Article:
With Britain going to the polls Thursday (June 23) to vote on its European Union membership is just one of several significant events this week that could have a massive impact on the ECB.
Elsewhere, in Spain a national election could raise further questions about the future of the EU and the EUR. In Germany, the nation’s top court is expected to deliver its long-awaited verdict on a key ECB crisis-fighting program – a decision that experts suggest could put pressure on the central bank. Finally, Draghi and company is to implement the final leg of their March stimulus program – a series of subsidized loans for banks.
Sterling efforts aside, all the above events could have a significant impact on the single currency (€1.1345).
Elsewhere, Fed Chair Janet Yellen testifies to the U.S. Congress on Tuesday and Wednesday.
1. Risky assets rally as ‘Stay’ camp seizes the lead in new Brexit poll
Global bourses are in rally mode this morning after weekend polls suggested the U.K. was more likely to vote to remain in the European Union in Thursday’s referendum.
The Stoxx Europe 600 has jumped +2.9% in early trade, extending Friday’s momentum. A sector that seeing some of the strongest gains this morning is Europe’s banking sector (+4.2%). The MSCI Asia Pacific Index rose +1.7%, led by gains in raw-materials producers and energy stocks. Currently, futures prices are pointing to a +1.2% opening gain stateside for the S&P 500.
A survey published in the Mail on Sunday showed that +45% backed the U.K. staying in the E.U, compared with +42% in favor of leaving. Opinium poll for The Observer Brexit poll: +44% for remain, +44% for leave (conducted before most respondents had heard the news of the murder of MP Jo Cox. A BMG phone poll for the Herald Brexit poll: +46% for remain, +43% for leave while BMG Online poll: +41% for remain, +51% for leave (both polls conducted on June 10-15, before the murder of MP Jo Cox).
A concern about a U.K. ‘Brexit’ has sent stocks plummeting in recent sessions, while pushing sovereign bond yields to new record lows, as investors feared a prolonged period of uncertainty.
Indices: Stoxx50 +3.5% at 2,944, FTSE +2.6% at 6,179, DAX +3.4% at 9,959, CAC-40 +3.2% at 4,329, IBEX-35 +3.3% at 8,640, FTSE MIB +3.2% at 17,466, SMI +2.5% at 7,906, S&P 500 Futures +1.4%
2. Sterling jumps by over +2% for its biggest gain since 2008
The pound has extended its gains overnight, hitting a three-week high outright (£1.4674) on the back of the weekend opinion polls support. EUR/GBP has fallen -1.5% to a two-and-a-half week low of €0.7731.
It is not only the pound that is benefitting from the polls pointing to a lower risk of a U.K. vote to leave the EU on Thursday. The EUR has risen +0.6% outright (€1.1345), having earlier hit an overnight peaked at €1.1384.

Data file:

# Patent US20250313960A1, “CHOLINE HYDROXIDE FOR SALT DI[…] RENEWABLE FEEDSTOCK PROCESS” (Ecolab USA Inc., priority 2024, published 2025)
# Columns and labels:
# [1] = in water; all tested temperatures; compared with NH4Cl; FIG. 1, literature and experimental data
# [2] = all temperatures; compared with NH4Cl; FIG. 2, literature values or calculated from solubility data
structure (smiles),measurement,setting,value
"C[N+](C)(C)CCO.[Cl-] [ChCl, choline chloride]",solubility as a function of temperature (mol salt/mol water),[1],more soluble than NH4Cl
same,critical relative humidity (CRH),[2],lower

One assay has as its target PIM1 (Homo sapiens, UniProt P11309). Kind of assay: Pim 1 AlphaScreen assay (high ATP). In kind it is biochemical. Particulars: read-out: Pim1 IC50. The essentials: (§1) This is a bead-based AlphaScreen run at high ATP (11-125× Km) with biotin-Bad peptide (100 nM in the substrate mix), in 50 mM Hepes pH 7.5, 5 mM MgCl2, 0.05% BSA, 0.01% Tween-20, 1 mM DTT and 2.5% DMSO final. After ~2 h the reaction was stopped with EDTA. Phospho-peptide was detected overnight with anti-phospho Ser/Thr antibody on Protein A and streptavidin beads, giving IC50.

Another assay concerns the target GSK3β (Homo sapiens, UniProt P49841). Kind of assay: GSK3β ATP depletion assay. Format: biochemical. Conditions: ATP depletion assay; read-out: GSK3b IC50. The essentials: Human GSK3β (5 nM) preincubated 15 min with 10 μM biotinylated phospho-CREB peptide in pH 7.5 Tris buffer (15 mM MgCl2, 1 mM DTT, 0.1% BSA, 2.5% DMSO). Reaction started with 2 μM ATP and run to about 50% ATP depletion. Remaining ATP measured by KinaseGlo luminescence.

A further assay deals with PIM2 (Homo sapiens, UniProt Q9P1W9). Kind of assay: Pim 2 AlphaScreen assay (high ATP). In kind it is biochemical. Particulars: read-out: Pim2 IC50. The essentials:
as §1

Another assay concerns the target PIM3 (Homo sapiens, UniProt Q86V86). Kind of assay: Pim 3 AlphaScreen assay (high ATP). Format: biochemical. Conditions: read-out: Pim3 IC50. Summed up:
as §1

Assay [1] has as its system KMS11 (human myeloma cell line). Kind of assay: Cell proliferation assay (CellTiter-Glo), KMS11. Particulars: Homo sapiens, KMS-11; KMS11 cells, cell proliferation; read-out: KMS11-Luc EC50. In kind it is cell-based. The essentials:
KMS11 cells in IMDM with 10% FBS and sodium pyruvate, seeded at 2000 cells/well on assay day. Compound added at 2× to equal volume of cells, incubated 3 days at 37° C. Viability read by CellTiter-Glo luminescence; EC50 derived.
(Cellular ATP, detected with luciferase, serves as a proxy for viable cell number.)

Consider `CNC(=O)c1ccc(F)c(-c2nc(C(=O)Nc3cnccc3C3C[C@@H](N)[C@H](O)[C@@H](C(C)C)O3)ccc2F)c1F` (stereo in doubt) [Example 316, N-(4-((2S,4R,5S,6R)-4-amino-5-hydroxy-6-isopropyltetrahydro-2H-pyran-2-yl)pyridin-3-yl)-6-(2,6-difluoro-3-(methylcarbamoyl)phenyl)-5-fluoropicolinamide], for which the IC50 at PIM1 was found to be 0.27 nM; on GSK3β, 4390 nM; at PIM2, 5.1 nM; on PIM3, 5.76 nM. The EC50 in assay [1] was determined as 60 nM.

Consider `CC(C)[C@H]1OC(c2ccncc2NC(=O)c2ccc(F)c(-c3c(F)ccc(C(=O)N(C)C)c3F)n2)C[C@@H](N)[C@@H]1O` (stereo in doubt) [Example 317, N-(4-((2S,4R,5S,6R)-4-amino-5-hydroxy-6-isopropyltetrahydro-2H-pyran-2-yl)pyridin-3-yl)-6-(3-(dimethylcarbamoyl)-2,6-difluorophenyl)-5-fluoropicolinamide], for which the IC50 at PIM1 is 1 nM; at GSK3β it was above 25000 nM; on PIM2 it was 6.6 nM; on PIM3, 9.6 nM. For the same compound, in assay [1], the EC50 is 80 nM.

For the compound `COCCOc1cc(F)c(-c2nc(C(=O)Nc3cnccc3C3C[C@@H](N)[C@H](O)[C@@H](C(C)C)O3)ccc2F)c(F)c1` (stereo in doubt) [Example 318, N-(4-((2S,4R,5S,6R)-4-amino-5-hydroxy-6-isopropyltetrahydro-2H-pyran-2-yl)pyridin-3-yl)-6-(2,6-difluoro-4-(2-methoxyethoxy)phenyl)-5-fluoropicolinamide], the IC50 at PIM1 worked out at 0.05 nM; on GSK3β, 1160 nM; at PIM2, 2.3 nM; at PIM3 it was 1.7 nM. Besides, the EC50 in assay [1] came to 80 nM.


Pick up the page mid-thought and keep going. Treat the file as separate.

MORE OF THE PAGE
Declining risk aversion and gains in crude oil (WTI +$48.72, Brent +$50) prices are helping riskier and commodity-linked currencies.
The Aussie has risen +1% to a one-and-a-half week high outright (A$0.7472). The USD/CAD has fallen -0.6%, while USD/NOK and USD/RUB lose 1%.
Meanwhile, the safe-haven yen slides. USD/JPY is over +100 pips off the lows from last week to test above ¥104.80. However, the pair still remains below the pivotal resistance area of ¥105.50 that was breeched after the Bank of Japan (BoJ) did not add any stimulus measures last week.
3. Yields, Gold and Oil
Last week sovereign bonds staged a global rally with G7 yields (Japan, Germany and the U.K.) sliding to all-time lows as the potential for a British exit from the E.U fueled demand for the safest assets.
A Fear of Brexit also influenced the Fed to stand pat last week. This morning’s increased risk appetite to start this week has global yields backing up – U.S 10-year treasuries +3bps to +1.64%, Bunds +2bps to +0.04%.
Deflated Brexit risks has the ‘yellow’ metal slipping -1.1% ($1,284) this morning. Last week gold had surged +1.9% ($1,313.50) on exit fears. As of June 14, CFTC reports indicated that gold speculators held the second biggest bet ever that the precious yellow metal would rally further.
With the ‘big’ dollar declining this morning across the board is lending support to crude oil prices – WTI +$48.72, Brent +$50.
4. Reserve Bank of India’s (RBI) Rajan bows to pressure
India’s rupee (INR 67.41) has clawed back nearly all of its earlier overnight losses after the shock announcement by Raghuram Rajan, the governor of the Reserve Bank of India, would not serve a second-term after September.
The Governors departure has raised the probability of more aggressive rate cuts, by the incoming governor, which in theory could help Indian’s equity market. To date, Governor Rajan has been reluctant to ease monetary policy due to persistently high inflation in India.
The benchmark Sensex stock index opened -0.5% lower, but has since recovered to close flat on the day.
5. BoJ’s Kuroda will not abandon his +2% inflation target
Earlier this morning, BoJ’s Kuroda indicated that the central bank would not abolish its +2% inflation target, even though Japanese policy makers have not been able to meet the goal and have even pushed back the deadline on four occasions.
He said given that Japan has experienced prolonged deflation, it requires “a strong commitment” to overcome such conditions. He reiterated the BoJ’s view that changing deflationary mindset was absolutely necessary. Achieving a positive inflation rate was not sufficient; it was also necessary that a “self-reinforcing cycle of strengthening economic activity gained traction with prices increasing moderately.”
Kuroda came to office three years ago vowing to generate +2% inflation in Japan within two years. The Governor has repeatedly been forced to push back the target, citing falling energy prices as one reason why significant inflation has not domestically.
The BoJ recently said +2% inflation would to be achieved between April 2017 and March 2018, compared with a previous target range of April 2017 to September 2017.